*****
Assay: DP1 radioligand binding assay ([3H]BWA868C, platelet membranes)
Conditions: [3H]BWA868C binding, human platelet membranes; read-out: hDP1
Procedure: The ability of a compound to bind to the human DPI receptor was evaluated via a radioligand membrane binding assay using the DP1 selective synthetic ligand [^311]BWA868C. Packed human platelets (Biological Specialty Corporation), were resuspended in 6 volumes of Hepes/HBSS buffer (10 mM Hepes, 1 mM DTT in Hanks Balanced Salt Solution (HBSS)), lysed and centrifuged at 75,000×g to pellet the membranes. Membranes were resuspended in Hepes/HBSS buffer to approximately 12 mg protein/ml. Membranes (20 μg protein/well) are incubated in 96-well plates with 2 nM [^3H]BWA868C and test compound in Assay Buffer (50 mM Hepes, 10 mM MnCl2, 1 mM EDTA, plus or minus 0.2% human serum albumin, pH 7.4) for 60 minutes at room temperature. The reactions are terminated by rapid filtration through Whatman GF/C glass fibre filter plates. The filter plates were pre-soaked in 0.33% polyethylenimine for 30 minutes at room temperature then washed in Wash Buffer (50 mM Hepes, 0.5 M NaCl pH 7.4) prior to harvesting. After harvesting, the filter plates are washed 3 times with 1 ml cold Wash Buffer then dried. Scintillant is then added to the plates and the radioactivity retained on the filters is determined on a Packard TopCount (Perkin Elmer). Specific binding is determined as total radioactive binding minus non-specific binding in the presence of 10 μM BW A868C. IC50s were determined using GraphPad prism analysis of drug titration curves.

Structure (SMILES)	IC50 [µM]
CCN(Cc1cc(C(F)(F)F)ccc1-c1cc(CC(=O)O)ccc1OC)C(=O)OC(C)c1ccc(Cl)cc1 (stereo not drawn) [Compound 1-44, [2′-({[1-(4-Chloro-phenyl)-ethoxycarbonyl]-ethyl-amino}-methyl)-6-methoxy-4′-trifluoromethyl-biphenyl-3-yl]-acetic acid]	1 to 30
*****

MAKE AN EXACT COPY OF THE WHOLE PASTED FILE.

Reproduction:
Assay: DP1 radioligand binding assay ([3H]BWA868C, platelet membranes)
Conditions: [3H]BWA868C binding, human platelet membranes; read-out: hDP1
Procedure: The ability of a compound to bind to the human DPI receptor was evaluated via a radioligand membrane binding assay using the DP1 selective synthetic ligand [^311]BWA868C. Packed human platelets (Biological Specialty Corporation), were resuspended in 6 volumes of Hepes/HBSS buffer (10 mM Hepes, 1 mM DTT in Hanks Balanced Salt Solution (HBSS)), lysed and centrifuged at 75,000×g to pellet the membranes. Membranes were resuspended in Hepes/HBSS buffer to approximately 12 mg protein/ml. Membranes (20 μg protein/well) are incubated in 96-well plates with 2 nM [^3H]BWA868C and test compound in Assay Buffer (50 mM Hepes, 10 mM MnCl2, 1 mM EDTA, plus or minus 0.2% human serum albumin, pH 7.4) for 60 minutes at room temperature. The reactions are terminated by rapid filtration through Whatman GF/C glass fibre filter plates. The filter plates were pre-soaked in 0.33% polyethylenimine for 30 minutes at room temperature then washed in Wash Buffer (50 mM Hepes, 0.5 M NaCl pH 7.4) prior to harvesting. After harvesting, the filter plates are washed 3 times with 1 ml cold Wash Buffer then dried. Scintillant is then added to the plates and the radioactivity retained on the filters is determined on a Packard TopCount (Perkin Elmer). Specific binding is determined as total radioactive binding minus non-specific binding in the presence of 10 μM BW A868C. IC50s were determined using GraphPad prism analysis of drug titration curves.

Structure (SMILES)	IC50 [µM]
CCN(Cc1cc(C(F)(F)F)ccc1-c1cc(CC(=O)O)ccc1OC)C(=O)OC(C)c1ccc(Cl)cc1 (stereo not drawn) [Compound 1-44, [2′-({[1-(4-Chloro-phenyl)-ethoxycarbonyl]-ethyl-amino}-methyl)-6-methoxy-4′-trifluoromethyl-biphenyl-3-yl]-acetic acid]	1 to 30